Judge Rules Maritime Law from 1851 Doesn’t Protect Duck Boat Owners

In a blow to the owners of Ride the Ducks, a federal judge has ruled that an 1851 law which would have capped damages for all claims to zero dollars does not apply in the Branson Duck Boat tragedy.

Judge Douglas Harpool ruled that Ride the Ducks International did not have standing as a prior owner of the vessel for the law to apply, as the law states the Shipowners Limitation of Liability Act applies to an “owner” of the vessel. The vessel was sold to Ripley Entertainment in December 2017.

The judge further ruled that Table Rock Lake does not meet the standard of a “navigable waterway” under the law. The judge cited a ruling by the Eighth Circuit that says Lake of the Ozarks it not a navigable waterway because navigability is not possible presently and that voids any claims of admiralty, such as under the 1851 law.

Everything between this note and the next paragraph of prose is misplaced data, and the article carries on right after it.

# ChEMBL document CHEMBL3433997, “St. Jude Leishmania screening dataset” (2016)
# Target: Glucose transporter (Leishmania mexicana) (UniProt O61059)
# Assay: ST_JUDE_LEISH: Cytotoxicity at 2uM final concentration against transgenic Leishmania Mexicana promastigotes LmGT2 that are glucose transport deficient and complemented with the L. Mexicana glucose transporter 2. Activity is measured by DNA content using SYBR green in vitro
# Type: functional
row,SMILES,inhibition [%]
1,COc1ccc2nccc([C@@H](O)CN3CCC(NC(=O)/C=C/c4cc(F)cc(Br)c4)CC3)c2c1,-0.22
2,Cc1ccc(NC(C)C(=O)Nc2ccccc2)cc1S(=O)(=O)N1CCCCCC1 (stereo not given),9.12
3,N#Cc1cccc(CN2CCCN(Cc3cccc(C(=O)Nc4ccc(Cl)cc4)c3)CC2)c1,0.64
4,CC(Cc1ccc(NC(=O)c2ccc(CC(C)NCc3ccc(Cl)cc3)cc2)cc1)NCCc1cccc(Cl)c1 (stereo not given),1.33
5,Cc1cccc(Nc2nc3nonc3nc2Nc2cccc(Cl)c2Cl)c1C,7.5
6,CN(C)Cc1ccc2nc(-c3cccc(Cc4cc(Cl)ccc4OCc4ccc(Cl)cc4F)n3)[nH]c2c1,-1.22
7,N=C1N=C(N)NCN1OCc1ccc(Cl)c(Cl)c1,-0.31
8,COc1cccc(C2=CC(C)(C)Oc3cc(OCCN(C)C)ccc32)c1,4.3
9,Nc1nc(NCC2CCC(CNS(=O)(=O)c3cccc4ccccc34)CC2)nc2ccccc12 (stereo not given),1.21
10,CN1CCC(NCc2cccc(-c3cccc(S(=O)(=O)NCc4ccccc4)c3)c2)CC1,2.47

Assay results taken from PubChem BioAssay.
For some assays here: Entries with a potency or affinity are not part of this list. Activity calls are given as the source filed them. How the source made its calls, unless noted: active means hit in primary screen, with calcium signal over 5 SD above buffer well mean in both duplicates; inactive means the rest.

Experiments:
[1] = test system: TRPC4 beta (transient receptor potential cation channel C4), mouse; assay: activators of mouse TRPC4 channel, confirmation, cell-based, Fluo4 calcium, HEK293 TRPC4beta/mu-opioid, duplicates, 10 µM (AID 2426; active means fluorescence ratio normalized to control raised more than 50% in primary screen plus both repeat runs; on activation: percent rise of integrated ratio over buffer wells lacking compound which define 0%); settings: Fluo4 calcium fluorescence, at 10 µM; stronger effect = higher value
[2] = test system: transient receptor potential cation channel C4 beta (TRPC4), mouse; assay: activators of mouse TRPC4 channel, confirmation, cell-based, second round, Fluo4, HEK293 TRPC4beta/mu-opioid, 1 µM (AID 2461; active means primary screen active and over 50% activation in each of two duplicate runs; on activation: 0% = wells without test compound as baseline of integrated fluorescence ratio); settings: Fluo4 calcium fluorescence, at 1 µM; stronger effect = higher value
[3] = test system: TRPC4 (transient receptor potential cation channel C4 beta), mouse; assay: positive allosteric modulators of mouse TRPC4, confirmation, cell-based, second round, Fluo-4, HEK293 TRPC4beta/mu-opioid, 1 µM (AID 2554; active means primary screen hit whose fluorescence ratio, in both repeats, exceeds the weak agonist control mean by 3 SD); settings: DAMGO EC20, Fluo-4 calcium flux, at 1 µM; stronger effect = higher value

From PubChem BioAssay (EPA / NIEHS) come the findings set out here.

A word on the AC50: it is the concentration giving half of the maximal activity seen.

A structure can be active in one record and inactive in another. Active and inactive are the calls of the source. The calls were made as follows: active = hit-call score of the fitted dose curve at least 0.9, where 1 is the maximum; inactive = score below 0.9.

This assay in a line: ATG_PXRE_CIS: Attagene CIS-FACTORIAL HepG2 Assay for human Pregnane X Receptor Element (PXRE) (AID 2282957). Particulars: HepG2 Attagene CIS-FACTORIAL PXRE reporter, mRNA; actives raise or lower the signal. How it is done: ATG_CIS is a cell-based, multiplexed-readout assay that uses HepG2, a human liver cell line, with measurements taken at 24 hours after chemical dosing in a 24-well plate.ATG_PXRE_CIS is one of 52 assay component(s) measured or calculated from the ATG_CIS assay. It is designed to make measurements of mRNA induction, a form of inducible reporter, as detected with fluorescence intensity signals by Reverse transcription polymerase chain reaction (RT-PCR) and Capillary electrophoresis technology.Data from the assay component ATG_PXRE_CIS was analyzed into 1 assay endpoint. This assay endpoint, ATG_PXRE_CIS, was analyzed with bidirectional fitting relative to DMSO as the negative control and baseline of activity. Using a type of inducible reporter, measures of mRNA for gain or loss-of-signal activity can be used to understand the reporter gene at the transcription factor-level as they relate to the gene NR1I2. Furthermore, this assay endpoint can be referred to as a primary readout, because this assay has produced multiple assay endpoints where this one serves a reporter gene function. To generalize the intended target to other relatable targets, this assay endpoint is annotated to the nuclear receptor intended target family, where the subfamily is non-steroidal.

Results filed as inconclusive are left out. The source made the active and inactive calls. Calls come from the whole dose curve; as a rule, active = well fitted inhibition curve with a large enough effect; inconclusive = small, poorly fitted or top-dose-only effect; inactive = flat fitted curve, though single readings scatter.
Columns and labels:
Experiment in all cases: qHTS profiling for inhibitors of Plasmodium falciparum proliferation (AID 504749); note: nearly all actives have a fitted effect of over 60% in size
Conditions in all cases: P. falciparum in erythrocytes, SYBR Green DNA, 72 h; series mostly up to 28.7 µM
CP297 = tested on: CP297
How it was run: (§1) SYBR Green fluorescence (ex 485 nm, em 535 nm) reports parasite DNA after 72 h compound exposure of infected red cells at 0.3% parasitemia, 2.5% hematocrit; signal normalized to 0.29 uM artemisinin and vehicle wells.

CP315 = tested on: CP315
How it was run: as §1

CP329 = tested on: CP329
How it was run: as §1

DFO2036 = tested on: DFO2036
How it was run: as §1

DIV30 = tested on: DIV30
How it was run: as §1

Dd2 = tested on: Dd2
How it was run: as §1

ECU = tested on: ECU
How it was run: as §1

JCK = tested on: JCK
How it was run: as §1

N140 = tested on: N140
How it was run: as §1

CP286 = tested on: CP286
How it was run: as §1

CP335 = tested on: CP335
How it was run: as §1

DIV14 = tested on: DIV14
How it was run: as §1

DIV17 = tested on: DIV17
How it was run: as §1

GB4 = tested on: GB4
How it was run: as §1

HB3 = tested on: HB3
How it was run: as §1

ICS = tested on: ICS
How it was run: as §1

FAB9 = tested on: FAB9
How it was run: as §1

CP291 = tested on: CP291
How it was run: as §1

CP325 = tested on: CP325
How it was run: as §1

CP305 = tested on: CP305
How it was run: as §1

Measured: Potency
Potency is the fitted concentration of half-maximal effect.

The judge noted that while two sides of the lake touch two different states, the “Court believes the test for contemporary navigability requires more than recreational boating and tourist activity” which is the overwhelming amount of activity on Table Rock Lake.

The Court went on to say in ruling against the motion that “Neither people nor goods are shipped across the lake as part of interstate commerce. No tug boats, barges or ferries operate on the lake and it would not be economically feasible for any to do so.”

Ripley Entertainment has settled all but one of the lawsuits brought against it as a result of the sinking of Stretch Duck 07 on July 19, 2018, resulting in the death of 17 of the 31 souls on board.

Three employees of Ripley’s are facing federal charges connected to the incident as prosecutors claim they ignored weather warnings and knew it was unsafe for the boat to be in the water.

Here is the judge’s ruling: